Fifteen civilians were massacred by Indian police on August 6 in the village of Nulkatong in the town of Sukma, Chattisgarf. To cover up its crime, police claimed that the civilians were armed and members of the people’s militia of the Communist Party of India-Maoist. Families and villagemates of the victims denied this claim.
In August 8, human rights groups filed a case against the police.
According to police accounts, the civilians returned fired and 13 low caliber arms were confiscated from the scene. They even dressed one of the victims, 14-year old Muchaki Muka, in camouflage. The reactionary India state boasted of the massacre as one of the “biggest anti-Naxalite operations” in Chattisgarh. Chattisgarh is considered part of the “Red corridor, an area where CPI-Maiost and its army, the People’s Liberation Army, is strong.
But according to investigations by Scroll.in, an independent media outfit in India, around 30 individuals were sleeping in a “kheta” or “Ladi,” a temporary shelter used by peasants during farming season, when the police opened fire. Out of the 15 killed, four were minors. Four were arrested, one seriously wounded while the rest managed to escape. According to the list released by the CPI-Maoist, none of the civilians were members of the party nor of their militia. Police investigation even proved “some” of the victims as civilians.
Families of the victims, as well as their villagemates, attested to the fact that the victims were civilians. This include three cousin minors who were with their father and uncle. In fact, only two of the civilians originally planned to sleep in the kheta that night. They were joined by others when the police started operating in Nulkatong and nearby villages.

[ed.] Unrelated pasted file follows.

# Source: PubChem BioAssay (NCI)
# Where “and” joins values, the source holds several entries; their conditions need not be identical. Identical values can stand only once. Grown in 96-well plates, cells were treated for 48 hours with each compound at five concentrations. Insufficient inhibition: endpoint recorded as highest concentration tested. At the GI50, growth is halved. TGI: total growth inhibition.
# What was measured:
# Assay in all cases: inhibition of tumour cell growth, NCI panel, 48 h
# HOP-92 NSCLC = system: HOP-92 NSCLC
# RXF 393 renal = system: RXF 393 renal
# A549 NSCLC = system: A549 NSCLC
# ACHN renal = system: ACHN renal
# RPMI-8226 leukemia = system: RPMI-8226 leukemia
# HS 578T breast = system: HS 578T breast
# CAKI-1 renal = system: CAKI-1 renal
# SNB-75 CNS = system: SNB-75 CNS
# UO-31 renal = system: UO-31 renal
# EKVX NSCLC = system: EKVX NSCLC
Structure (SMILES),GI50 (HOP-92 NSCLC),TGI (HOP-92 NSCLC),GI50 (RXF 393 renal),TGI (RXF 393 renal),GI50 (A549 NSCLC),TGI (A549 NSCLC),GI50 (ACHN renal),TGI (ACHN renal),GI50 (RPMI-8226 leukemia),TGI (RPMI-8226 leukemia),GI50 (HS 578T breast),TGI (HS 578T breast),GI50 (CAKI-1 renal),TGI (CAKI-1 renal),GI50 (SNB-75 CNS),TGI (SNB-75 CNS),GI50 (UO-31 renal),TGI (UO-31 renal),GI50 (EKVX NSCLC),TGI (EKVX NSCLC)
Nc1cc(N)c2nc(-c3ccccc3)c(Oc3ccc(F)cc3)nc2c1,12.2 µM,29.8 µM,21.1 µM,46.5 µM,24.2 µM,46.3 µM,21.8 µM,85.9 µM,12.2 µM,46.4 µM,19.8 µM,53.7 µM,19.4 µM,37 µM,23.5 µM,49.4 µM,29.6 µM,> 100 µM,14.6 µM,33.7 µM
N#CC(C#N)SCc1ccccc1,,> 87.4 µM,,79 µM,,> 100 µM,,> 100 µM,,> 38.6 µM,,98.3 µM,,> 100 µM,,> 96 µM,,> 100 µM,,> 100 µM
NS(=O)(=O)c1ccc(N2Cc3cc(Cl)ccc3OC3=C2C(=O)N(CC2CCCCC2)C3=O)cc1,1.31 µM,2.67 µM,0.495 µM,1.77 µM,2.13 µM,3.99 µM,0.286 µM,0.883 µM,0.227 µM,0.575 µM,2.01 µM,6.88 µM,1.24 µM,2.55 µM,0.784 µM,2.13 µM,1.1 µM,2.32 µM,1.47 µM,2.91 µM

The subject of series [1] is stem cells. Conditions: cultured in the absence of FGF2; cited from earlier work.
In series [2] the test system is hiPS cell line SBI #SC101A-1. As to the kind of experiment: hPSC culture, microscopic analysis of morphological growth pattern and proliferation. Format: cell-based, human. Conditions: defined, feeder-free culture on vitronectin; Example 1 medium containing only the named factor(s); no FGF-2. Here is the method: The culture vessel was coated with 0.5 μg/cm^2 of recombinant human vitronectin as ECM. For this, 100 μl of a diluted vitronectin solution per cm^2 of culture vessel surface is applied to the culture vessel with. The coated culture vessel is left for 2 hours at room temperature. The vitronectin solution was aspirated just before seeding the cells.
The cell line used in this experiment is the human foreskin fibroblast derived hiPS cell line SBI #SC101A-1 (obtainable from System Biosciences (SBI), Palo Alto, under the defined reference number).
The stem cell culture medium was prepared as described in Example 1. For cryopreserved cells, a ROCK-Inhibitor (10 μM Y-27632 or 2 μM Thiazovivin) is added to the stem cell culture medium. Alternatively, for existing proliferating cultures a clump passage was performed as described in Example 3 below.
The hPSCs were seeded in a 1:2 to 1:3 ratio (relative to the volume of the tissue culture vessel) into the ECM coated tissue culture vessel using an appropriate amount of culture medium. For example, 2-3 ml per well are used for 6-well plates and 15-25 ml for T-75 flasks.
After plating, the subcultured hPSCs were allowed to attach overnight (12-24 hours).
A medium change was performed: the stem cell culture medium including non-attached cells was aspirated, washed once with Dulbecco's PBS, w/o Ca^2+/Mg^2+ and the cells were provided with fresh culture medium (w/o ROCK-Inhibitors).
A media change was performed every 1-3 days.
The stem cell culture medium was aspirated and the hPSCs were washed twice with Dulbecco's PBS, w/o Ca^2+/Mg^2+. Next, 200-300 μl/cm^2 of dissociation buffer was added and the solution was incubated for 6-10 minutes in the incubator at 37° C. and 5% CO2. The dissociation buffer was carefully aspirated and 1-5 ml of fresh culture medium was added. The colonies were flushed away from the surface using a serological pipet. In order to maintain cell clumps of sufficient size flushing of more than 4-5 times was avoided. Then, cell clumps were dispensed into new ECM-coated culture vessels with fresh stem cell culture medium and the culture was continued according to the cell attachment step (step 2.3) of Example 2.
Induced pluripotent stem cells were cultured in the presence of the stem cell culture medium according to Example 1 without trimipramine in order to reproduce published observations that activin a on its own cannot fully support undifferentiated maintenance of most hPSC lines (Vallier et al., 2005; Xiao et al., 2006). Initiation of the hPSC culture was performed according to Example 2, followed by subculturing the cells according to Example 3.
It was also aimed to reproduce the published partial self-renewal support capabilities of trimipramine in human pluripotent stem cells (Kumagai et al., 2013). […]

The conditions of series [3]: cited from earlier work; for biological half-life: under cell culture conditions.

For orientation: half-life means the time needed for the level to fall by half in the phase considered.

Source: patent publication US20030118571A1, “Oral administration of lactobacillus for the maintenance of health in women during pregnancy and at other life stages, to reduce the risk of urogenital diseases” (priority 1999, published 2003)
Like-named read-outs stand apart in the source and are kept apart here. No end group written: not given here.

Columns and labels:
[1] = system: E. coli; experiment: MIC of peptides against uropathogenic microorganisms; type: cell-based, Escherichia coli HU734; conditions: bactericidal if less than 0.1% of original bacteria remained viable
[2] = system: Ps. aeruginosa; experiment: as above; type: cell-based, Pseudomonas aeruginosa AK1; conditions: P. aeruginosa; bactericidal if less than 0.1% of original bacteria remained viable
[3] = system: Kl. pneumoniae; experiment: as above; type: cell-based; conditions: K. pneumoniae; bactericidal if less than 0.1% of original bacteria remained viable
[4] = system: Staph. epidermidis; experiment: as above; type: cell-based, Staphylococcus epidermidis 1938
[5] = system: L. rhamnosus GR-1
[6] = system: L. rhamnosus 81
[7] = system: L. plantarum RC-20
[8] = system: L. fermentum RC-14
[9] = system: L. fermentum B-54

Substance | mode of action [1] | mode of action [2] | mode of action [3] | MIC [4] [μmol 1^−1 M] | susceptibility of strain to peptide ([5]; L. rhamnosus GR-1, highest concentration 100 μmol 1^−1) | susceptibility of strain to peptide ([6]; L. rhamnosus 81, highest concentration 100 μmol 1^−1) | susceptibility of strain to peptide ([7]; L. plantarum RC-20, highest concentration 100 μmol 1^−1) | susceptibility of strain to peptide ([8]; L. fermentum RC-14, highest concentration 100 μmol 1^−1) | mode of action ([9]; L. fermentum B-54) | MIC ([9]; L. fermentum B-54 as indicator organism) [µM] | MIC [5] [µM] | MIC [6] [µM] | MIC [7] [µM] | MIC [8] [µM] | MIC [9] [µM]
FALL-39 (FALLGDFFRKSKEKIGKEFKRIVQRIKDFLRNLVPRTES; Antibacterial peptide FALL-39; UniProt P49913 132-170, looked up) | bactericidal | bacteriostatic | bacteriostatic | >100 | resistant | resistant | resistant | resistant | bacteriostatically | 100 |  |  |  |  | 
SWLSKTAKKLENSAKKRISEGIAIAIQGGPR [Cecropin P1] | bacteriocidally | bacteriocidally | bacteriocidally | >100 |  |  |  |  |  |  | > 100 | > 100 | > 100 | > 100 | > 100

According to the families, the 30 civilians stayed in the kheta to avoid police abuses when its troops started operating last August. Villagemen are often subjected to arbitrary detentions and physical assaults by police forces who enter their communities. The troops also steal the villagers’ rice and chickens.
In related news, more and more organizations in and outside India are condemining Nahendra Modi, the country’s prime minister, for his crackdown on activists to stifle legitimate dissent against his regime.
Indian police launched a series of raids and arrests in six states against community leaders, including intellectuals last August 28. Arrested and detained are Sudha Bharadwaj, lawyer and human rights worker; Varavara Rao, known literary figure and poet and his two daughters Anala at Pavana; Arun Ferreira, writer and activist; Gautam Navlakha, reporter and activist; Vernon Gonsalves, writer and activist; Stan Swamy, Catholic priest and activist; Anand Teltumbde, professor and expert; K. Satyanarayana, professor; KV Kurmanath at Kranti Tekula, journalists; at Jiten Yumnam, journalist and human rights worker.
They were arrested for purportedly being involved in the plan to assassinate Modi and for supposedly leading a protest in support of the Adivasis, the collective term for India’s national minorities. They were also accused of supporting the CPI-Maiost and its armed wing, the People’s Liberation Army, which is mainly based in Adivasi areas.
Around 12 organizations from India, Nepal, Germany, Bangladesh and Philippines signed the petition to junk the trumped up charges against the said activists and release them immediately.
In August 17, the ILPS-Canada also called for the immediate and unconditional release of political prisoners G.N. Saibaba, together with the “India 5” and others during the occassion of India’s 72nd independence day.
Saibaba is a known literary professor in Delhi University. The five activists are staunch human rights defenders, especially of the Adivasis. They were arrested in June 2017. Saibaba was sentenced to life imprisonment on the same year, together with Hem Mishra, Prashant Rahi, Mahesh Tirki and Pandu Narote. They were accused of having links to Maoists. Saibaba is detained in the notorious Nagpur prison despite his failing health.